Global hotel chain Marriott International announced a security breach compromised the personal data of 500 million guests staying at Starwood properties dating back to 2014.
The Bethesda, Maryland-based chain, which operates more than 6,700 properties globally, said in a statement it has taken measures to investigate and address a data security incident involving the Starwood database.
“On September 8, 2018, Marriott received an alert from an internal security tool regarding an attempt to access the Starwood guest reservation database in the United States. Marriott quickly engaged leading security experts to help determine what occurred. Marriott learned during the investigation that there had been unauthorized access to the Starwood network since 2014.”
The company said it had not finished identifying duplicate information in the database, but believes it contains information on up to approximately 500 million guests who made a Starwood property reservation.
For approximately 327 million of these guests the information included some combination of name, mailing address, phone number, email address, passport number, Starwood Preferred Guest account information, date of birth, gender, arrival and departure information, reservation date, and communication preferences. “That is basically the entire population of the USA,” Rebecca Herold, president of SIMBUS and CEO of The Privacy Professor, noted.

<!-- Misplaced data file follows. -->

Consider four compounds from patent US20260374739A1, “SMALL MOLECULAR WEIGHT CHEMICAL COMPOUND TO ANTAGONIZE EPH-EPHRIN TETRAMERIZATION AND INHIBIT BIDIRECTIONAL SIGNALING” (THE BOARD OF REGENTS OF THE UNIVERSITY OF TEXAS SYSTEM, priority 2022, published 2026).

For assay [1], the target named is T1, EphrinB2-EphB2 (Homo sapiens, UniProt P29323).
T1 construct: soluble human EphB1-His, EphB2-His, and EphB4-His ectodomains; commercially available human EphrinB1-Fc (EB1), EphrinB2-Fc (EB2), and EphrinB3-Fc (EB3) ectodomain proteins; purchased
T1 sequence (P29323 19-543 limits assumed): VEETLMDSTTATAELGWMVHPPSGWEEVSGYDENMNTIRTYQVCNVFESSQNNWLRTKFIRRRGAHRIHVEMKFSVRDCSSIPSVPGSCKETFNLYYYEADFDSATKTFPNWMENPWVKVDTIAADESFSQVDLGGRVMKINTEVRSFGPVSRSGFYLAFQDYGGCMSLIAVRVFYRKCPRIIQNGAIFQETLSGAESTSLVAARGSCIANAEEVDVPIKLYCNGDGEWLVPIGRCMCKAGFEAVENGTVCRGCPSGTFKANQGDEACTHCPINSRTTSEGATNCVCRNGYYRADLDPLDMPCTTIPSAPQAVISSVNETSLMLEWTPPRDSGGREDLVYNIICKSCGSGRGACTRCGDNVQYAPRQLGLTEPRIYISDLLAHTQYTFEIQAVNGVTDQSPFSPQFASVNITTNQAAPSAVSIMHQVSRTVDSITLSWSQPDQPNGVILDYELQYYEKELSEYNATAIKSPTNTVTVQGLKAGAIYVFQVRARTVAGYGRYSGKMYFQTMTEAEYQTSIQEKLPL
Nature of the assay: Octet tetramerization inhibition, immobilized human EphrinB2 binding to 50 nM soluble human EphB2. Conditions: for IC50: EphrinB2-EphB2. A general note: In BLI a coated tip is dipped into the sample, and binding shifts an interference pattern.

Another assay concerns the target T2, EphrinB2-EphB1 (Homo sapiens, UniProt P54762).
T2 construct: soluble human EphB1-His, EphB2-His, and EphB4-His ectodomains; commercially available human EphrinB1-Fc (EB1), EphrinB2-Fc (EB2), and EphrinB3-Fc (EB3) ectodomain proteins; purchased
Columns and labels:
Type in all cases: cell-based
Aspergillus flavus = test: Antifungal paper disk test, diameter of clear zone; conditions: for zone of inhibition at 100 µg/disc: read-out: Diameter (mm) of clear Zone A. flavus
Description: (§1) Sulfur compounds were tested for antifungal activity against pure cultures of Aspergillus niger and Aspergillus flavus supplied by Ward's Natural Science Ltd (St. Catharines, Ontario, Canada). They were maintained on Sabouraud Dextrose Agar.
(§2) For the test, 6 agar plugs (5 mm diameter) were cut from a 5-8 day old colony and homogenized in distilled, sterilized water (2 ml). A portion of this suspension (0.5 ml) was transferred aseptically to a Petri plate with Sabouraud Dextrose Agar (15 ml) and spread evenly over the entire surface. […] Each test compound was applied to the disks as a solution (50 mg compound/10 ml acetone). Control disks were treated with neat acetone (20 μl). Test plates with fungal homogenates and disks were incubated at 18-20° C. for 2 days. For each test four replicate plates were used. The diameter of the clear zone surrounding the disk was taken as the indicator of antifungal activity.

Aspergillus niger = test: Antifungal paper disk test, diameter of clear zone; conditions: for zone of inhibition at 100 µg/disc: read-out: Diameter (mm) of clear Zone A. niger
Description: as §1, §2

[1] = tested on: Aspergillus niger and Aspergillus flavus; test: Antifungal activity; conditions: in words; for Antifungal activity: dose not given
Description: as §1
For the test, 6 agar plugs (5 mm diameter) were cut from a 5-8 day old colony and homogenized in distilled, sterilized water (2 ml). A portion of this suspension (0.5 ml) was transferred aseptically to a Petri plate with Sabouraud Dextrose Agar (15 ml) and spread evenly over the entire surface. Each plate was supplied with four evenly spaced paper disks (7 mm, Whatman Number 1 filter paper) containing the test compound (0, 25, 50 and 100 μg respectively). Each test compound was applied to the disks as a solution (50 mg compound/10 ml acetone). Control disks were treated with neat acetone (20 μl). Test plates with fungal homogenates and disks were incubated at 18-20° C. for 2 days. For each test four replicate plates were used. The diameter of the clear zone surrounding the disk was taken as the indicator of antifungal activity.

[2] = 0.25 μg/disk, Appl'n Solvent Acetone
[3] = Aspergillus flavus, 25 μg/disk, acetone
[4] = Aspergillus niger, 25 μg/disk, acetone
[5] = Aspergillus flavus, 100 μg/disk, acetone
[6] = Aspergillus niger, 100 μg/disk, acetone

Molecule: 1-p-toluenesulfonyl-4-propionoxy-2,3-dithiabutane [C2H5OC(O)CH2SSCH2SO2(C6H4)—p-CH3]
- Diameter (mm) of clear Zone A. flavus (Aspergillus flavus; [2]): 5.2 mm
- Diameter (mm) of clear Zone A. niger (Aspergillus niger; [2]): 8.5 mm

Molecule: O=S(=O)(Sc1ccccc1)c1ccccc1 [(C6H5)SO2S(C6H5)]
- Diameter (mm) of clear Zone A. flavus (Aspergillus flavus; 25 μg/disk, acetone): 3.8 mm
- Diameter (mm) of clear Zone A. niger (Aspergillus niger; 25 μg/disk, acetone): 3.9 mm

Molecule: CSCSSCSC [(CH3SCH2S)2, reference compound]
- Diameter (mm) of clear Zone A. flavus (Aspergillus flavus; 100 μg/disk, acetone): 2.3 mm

For some, the data also included payment card numbers and expiration dates, but the payment card numbers were encrypted using Advanced Encryption Standard encryption. “There are two components needed to decrypt the payment card numbers, and at this point, Marriott has not been able to rule out the possibility that both were taken,” the notification read.
Reactions to the news from cybersecurity experts came swiftly.
Pravin Kothari, CEO of CipherCloud, said, “The Marriott data breach may be one of the largest in history, only exceeded by the Yahoo data breach in December of 2016, which purportedly lost approximately 1 billion records.” Other than the sheer number of records compromised, Kothari noted this breach stands out even more because of the dwelling time by the attacker within Marriott’s networks. “The illegal access has been active since 2014! This is all too often the case with most large-scale breaches – even current industry averages within the U.S. of about 100 days are way too long.”
In addition, Kothari maintained the data encryption keys were stored alongside the data and then both were then accessed by the criminals. “If true, this literally provided the thieves with the keys to the kingdom.”